Denise Bazetoux will include this painting in her forthcoming Lebasque catalogue raisonné.
In 1906, the year before Lebasque painted Grand nu au Cannet, the artist moved with his family to the Midi region of southern France at the suggestion of Lebasque's friend and fellow painter, Henri Manguin. In doing so, Lebasque was blazing a trail that would see many artists decamp from Paris for the brilliant light of the South, including Pablo Picasso, Pierre Bonnard and Henri Matisse, for whom Lebasque became a close neighbour as well as a firm friend.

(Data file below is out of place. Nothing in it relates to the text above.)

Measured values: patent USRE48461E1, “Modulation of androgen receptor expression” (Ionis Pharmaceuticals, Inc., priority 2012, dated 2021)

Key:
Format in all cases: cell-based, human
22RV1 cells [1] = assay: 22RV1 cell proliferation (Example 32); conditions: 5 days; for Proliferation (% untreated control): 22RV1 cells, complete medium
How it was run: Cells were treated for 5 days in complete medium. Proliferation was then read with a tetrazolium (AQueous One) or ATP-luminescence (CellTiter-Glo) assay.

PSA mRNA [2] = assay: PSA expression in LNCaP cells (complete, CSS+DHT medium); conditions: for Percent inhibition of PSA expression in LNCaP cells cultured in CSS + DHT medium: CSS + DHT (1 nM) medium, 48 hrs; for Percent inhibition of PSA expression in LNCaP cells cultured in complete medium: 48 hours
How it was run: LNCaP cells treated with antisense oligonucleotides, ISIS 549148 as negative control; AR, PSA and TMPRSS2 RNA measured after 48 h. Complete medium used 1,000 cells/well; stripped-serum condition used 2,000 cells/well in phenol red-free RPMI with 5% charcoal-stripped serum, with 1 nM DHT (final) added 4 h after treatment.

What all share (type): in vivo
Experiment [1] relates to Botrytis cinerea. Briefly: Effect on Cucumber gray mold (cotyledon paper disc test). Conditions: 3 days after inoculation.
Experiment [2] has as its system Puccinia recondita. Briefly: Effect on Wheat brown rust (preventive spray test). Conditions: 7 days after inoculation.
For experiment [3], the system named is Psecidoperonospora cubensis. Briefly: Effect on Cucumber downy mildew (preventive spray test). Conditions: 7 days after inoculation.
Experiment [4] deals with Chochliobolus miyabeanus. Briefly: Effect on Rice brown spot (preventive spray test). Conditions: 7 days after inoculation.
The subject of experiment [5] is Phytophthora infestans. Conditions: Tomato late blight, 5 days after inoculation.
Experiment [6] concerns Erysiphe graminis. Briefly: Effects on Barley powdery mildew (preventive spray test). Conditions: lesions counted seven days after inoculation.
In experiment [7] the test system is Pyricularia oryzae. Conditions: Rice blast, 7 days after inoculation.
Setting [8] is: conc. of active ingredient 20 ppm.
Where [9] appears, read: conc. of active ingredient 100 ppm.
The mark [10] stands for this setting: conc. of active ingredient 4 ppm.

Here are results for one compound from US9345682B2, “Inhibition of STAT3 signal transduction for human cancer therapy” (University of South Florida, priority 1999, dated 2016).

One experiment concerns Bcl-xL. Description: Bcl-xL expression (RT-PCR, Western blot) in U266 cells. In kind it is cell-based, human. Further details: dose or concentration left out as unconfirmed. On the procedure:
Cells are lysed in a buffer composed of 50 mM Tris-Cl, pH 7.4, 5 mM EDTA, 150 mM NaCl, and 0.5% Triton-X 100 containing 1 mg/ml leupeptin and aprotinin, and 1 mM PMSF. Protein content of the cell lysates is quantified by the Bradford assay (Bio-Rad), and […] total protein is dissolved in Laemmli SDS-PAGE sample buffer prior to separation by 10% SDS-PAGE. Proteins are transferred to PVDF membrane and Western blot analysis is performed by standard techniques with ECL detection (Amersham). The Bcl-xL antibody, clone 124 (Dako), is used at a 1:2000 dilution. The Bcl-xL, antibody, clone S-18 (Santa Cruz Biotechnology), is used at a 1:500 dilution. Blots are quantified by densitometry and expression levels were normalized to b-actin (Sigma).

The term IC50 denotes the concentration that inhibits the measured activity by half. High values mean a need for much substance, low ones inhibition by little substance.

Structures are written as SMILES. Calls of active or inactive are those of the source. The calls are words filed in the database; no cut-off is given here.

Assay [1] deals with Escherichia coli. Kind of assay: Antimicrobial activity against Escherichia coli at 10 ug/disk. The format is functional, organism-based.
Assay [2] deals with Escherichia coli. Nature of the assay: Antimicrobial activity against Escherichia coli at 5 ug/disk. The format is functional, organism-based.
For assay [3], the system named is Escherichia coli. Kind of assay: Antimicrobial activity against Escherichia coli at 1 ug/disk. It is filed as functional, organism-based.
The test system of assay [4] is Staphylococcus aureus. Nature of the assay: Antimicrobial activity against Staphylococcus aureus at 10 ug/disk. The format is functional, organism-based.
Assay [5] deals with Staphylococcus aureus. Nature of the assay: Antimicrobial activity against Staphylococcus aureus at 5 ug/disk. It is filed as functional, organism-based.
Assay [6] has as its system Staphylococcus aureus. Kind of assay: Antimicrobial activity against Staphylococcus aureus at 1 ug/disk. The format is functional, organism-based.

Coinciding with Lebasque's permanent move to the South was a change in subject matter and accent in his work. Henceforth the role of the nude in his art became more important, as his earlier, more restrained, Nabi-inspired interior focus gave way to a celebration of pellucid light playing off colours and contours. In Grand nu au Cannet we see the embodiment of what Lebasque's biographer, Paul Vitry, identified as the prime quality of the artist's nudes - namely 'the impression of a natural and nonchalant abandon.'